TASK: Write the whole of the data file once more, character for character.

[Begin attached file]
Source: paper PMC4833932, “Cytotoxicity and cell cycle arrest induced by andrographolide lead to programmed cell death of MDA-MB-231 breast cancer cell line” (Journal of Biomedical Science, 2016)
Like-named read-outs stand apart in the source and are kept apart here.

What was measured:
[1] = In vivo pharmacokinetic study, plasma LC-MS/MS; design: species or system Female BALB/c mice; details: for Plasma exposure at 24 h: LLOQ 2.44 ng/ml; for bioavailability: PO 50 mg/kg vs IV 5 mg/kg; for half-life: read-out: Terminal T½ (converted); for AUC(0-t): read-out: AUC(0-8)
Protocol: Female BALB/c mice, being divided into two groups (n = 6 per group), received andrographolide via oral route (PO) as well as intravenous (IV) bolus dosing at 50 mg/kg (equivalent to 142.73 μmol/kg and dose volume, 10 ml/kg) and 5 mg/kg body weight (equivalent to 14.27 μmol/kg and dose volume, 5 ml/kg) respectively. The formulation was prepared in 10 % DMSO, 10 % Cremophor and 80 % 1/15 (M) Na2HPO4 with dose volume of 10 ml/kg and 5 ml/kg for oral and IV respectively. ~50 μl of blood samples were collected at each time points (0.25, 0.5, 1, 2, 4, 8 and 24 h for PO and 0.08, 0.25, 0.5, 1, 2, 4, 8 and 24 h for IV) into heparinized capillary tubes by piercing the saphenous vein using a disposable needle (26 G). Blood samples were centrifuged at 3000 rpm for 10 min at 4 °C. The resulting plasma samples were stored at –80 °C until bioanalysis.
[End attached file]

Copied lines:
Source: paper PMC4833932, “Cytotoxicity and cell cycle arrest induced by andrographolide lead to programmed cell death of MDA-MB-231 breast cancer cell line” (Journal of Biomedical Science, 2016)
Like-named read-outs stand apart in the source and are kept apart here.

What was measured:
[1] = In vivo pharmacokinetic study, plasma LC-MS/MS; design: species or system Female BALB/c mice; details: for Plasma exposure at 24 h: LLOQ 2.44 ng/ml; for bioavailability: PO 50 mg/kg vs IV 5 mg/kg; for half-life: read-out: Terminal T½ (converted); for AUC(0-t): read-out: AUC(0-8)
Protocol: Female BALB/c mice, being divided into two groups (n = 6 per group), received andrographolide via oral route (PO) as well as intravenous (IV) bolus dosing at 50 mg/kg (equivalent to 142.73 μmol/kg and dose volume, 10 ml/kg) and 5 mg/kg body weight (equivalent to 14.27 μmol/kg and dose volume, 5 ml/kg) respectively. The formulation was prepared in 10 % DMSO, 10 % Cremophor and 80 % 1/15 (M) Na2HPO4 with dose volume of 10 ml/kg and 5 ml/kg for oral and IV respectively. ~50 μl of blood samples were collected at each time points (0.25, 0.5, 1, 2, 4, 8 and 24 h for PO and 0.08, 0.25, 0.5, 1, 2, 4, 8 and 24 h for IV) into heparinized capillary tubes by piercing the saphenous vein using a disposable needle (26 G). Blood samples were centrifuged at 3000 rpm for 10 min at 4 °C. The resulting plasma samples were stored at –80 °C until bioanalysis.